Our place, the Blessed Martin Home, is two rooms, now scrubbed clean. There is electricity, tables and chairs, magazines to read. There is paint and linoleum on the floor, the linoleum donated out of her salary by a colored cook who works all day and then comes over to help us in the evening.

There is a faucet in the kitchen now, but no sink. We are begging for that.

The women, colored and white, who are engaging in the Catholic Worker activities among the children and families in the neighborhood, are supporting themselves and there is little money to spare. They have to advance little by little, at a snail's pace.

Due to lack of decent living facilities, no one is resident in the house permanently, but different families have been given the use of the place as a temporary lodging—two white families with thirteen and seven children respectively and one colored family with seven children.

How they got along in two rooms with no water and no toilet is hard to understand. But these families had been evicted in the quiet, orderly way Harrisburg, capital of Pennsylvania, has of doing such things. A moving van drives up to the door, the furniture is carted out and put in storage. The family is turned into the streets to roam around until some welfare agency or relief bureau takes the case up and resettles them. Then they pay for moving into their next place. In one case the children were rolled out of bed and left in their night things as the clothes and bedding were loaded on the van. Even the ice box with some food in it was taken. Neighbors sheltered the evicted family.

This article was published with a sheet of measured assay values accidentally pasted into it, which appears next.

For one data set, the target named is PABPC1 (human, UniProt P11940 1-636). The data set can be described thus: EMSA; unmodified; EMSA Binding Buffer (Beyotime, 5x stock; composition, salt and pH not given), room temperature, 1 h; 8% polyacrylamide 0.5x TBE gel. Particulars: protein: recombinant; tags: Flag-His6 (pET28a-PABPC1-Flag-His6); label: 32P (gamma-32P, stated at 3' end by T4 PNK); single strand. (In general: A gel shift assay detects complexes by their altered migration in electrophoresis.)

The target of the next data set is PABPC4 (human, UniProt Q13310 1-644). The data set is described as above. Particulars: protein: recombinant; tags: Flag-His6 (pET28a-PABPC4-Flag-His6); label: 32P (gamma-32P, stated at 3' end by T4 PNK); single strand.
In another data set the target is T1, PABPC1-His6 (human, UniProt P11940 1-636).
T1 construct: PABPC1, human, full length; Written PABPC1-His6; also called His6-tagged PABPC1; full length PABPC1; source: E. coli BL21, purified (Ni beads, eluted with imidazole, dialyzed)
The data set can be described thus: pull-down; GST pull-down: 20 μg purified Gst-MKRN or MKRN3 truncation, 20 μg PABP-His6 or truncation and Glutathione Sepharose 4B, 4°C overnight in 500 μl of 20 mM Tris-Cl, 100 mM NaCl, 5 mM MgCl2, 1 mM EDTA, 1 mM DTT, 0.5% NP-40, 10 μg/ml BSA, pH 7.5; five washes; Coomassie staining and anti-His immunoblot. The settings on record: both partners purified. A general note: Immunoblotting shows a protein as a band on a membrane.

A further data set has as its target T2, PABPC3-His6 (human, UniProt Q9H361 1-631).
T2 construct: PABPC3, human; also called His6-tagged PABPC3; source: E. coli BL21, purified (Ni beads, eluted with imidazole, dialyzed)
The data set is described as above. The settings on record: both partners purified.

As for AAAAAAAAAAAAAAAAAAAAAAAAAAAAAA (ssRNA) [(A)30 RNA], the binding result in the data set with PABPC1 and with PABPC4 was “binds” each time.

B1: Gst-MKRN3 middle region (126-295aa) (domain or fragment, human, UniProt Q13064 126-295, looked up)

Our house sheltered Lucille, too. Lucille was a colored girl, twenty-three years old. She was found dying in an empty house by Mary Frecon, who is our Harrisburg representative. Lucille grew up on the streets. She and her brothers and sisters just prowled around, living as best they could. For the last few months, ravaged with syphilis and drink, Lucille had been cared for by an old colored man who lived in an abandoned shed down an alley. He gave her his cot—that and a chair were the only things he had—and he waited on her as best he could. But the flies were eating her alive, huge horse flies, and in her agony she crawled out and sought shade and relief in an abandoned house next to ours where another old colored man had taken refuge. He too took care of her—they know the uselessness of appealing to agencies—until the neighbors told Mary about it. She found her moaning and crying and trying to beat away the flies that fastened themselves on her open sores.